In the absence of national leadership from the White House, it is up to states like Colorado to chart our course for energy freedom. For our climate, for our national security, for our health, and for our economic growth, we need a bold goal of 100 percent renewable energy. As Governor, I will work with all involved parties to accomplish our statewide clean energy transition by 2040 while saving Coloradans money on their utility bills, and creating green energy jobs in Colorado that can never be outsourced.
Some of our highest-skilled, and hardest working, women and men in the state currently work in coal or oil & gas development, and we cannot ignore the impact the transition to a renewable energy economy is having on our friends and neighbors. As Governor, I recognize the importance of skills learned in coal and oil & gas development towards building a 21st century energy portfolio that will revitalize our rural communities and create jobs in infrastructure, manufacturing, and renewable energy development.
In both the short and long term, this transition will help fuel a vibrant Colorado economy. Projections show that reaching our renewable energy goals in Colorado will create over 49,000 construction jobs and over 21,000 operations jobs while saving consumers 10 percent on energy costs.
Consumers will benefit from this transition. According to a 2016 federal government study, the cost of utility-scale wind is now cheaper than natural gas. The onset of new energy storage technology promises to further improve the cost benefits of a fully renewable energy system, and the cleaner air and water that will come as a result of a 100 percent renewable energy economy will help reduce healthcare costs.
Our technology is finally advanced enough to get this done. Communities in Colorado already have ambitious goals, like Pueblo, which is committed to achieving 100 percent renewable energy by 2035. The entire city of Fort Collins is committed to an 80 percent reduction of all carbon from 2005 levels by 2030, and to being completely carbon neutral by 2050. Cities and towns are leading the way, and with a statewide effort, will create jobs and lower utility costs.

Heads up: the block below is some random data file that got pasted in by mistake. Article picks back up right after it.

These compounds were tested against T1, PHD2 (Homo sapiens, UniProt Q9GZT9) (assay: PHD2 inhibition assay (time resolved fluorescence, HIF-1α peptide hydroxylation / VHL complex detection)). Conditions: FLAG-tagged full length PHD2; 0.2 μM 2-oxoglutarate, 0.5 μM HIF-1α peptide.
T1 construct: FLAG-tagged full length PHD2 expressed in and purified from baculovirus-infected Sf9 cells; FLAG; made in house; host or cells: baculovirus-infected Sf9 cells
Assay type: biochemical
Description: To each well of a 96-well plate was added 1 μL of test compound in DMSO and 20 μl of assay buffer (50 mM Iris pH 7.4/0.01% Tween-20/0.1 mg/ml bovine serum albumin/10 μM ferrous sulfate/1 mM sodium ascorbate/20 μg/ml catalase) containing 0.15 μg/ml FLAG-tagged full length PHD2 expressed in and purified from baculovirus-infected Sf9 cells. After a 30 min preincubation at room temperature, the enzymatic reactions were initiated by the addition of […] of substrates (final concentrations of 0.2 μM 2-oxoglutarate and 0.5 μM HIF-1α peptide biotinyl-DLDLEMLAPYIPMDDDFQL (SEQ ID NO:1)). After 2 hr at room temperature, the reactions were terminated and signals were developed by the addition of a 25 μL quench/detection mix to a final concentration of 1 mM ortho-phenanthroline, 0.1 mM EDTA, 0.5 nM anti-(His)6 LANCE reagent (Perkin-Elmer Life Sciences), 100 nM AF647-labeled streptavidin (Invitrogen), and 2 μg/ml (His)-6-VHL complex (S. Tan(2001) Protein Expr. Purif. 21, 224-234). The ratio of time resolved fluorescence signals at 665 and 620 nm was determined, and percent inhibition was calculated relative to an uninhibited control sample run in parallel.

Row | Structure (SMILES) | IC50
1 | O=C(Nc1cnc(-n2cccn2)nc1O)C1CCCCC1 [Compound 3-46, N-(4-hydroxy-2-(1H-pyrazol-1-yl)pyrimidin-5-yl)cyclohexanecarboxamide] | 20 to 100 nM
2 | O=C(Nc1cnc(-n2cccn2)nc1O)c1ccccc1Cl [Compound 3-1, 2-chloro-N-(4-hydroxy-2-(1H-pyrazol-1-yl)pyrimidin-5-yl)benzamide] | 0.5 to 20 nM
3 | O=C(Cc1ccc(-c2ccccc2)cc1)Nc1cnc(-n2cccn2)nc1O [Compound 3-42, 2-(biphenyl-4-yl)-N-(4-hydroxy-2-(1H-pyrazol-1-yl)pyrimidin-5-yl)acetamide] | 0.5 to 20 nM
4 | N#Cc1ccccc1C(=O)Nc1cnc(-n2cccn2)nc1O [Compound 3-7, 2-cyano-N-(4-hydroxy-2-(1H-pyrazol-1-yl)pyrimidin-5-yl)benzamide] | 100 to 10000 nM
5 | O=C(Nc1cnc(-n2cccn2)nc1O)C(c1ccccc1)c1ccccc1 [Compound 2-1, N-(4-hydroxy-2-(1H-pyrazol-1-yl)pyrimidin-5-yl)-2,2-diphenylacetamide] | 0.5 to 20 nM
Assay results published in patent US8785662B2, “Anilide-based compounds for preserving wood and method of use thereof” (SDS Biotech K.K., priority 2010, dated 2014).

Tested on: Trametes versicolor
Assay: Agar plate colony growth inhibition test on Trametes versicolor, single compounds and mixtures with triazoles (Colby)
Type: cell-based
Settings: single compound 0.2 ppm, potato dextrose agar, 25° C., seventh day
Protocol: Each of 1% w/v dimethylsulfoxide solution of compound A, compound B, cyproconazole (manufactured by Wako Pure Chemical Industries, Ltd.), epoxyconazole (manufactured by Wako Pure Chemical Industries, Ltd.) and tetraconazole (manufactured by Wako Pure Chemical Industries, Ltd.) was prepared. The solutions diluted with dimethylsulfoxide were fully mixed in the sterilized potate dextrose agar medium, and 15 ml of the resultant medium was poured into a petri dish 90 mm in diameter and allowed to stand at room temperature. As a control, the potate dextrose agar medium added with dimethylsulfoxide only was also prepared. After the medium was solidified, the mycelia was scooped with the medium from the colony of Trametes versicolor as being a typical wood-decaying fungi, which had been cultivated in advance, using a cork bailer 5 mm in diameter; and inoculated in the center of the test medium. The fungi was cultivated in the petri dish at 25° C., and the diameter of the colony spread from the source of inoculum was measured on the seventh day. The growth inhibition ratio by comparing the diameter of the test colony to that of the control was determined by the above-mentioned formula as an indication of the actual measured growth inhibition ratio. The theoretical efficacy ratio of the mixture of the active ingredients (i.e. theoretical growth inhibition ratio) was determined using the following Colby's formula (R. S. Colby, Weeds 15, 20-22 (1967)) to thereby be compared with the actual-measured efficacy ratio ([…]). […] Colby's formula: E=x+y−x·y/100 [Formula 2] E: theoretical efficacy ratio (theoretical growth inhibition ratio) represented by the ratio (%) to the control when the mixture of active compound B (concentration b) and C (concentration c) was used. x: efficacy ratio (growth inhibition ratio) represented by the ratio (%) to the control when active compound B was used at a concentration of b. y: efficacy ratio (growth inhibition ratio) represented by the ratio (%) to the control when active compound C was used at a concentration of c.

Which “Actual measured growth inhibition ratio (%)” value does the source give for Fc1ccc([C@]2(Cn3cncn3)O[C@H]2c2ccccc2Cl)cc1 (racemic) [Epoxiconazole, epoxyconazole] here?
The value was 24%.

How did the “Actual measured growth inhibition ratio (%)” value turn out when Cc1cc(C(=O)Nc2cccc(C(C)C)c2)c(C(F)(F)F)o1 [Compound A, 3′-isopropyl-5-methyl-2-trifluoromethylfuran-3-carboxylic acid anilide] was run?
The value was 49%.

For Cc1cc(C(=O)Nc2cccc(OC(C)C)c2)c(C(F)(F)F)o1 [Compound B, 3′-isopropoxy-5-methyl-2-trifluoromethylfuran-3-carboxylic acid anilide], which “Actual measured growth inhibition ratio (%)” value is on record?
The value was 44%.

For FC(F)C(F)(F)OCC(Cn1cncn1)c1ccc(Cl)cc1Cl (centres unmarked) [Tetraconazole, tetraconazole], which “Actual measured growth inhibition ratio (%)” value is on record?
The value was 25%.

I’ll collaborate with everyone willing to contribute to achieve this goal. This has been my exact approach in Congress. For instance, I teamed up with Rep. Frank Gosar (R-AZ) to streamline permitting procedures for solar, wind, and geothermal projects on public lands. Working with Republicans, Democrats, and other constituencies to cut red-tape and compliance costs around clean energy projects is an important and necessary bipartisan route to success. I look forward to forging these kinds of partnerships as Governor.
Incentives for Energy Efficiency
We can create strong incentives for energy efficiency by:
- Increasing regulatory incentives for energy efficient construction and energy efficient lighting.
- Expanding State Energy Savings Performance Contracting.
- Ensuring that utilities have strong incentives for managing their increasing energy efficiency.
- Increasing regulatory incentives for grid infrastructure upgrades and smart grid investments to improve the efficiency of electricity transmission.
- Building on Governor Hickenlooper’s recent Executive Order to establish policies that account for the costs of carbon to our economy, public health, and environment.
Investment in New Local Renewable Energy Projects
We can spur investment in new local renewable energy projects by:
- Appointing Public Utilities Commissioners who support consumers and renewable energy.
- Encouraging rooftop solar by ensuring that utilities give homeowners, schools and businesses receive full credit for the energy they produce through rooftop solar panels.
- Creating a Colorado-based contingency fund for Property Assessed Clean Energy (PACE) financing for solar home improvements.
- Allowing homeowners and cooperatives to install energy storage equipment.
- Expanding the market for shared renewable energy projects such as geothermal, solar thermal, solar photovoltaics, wind, biomass, municipal solid waste, and increase size limits on production.
- Creating special districts for small to medium scale renewable energy, especially in rural areas.
Support for our Workforce
Support and utilize our skilled workforce by:
- Using innovative financial mechanisms to recapture stranded coal assets and assist communities where coal plants have been retired; retraining and redeploying workers for green energy jobs that can never be outsourced.
- Investing in coal communities where coal plants have retired by creating Workforce Development Commissions to help skilled workers find meaningful work in their field, become entrepreneurs, or retrain for a new career if they choose.
- Fighting for miners to receive the healthcare and retirement benefits they are owed.
- Working with industry and local communities to create partnerships that give shut down mines and factories new missions in manufacturing, agriculture, forestry, and renewable energy development.
I truly believe that this policy will benefit the entire state – especially rural Colorado, where most of our renewable resources are generated. Politicians that claim we can’t do this are selling an empty promise to some of our hardest working men and women in the state. I will always fight for long-term solutions that prepare our kids for a changing economy, improve our quality of life, and build up main streets across the state.
With this goal, we’ll galvanize a statewide effort that will forge a stronger and more economically vibrant Colorado for everyone. From the Eastern Plains – a hub for wind energy – to the San Luis Valley – where solar is creating more and more jobs – the potential for the entire state to be a part of this effort is too promising not to seize. Striving to achieve this goal will cement Colorado’s economic standing as the best and safest place to raise a family in the nation.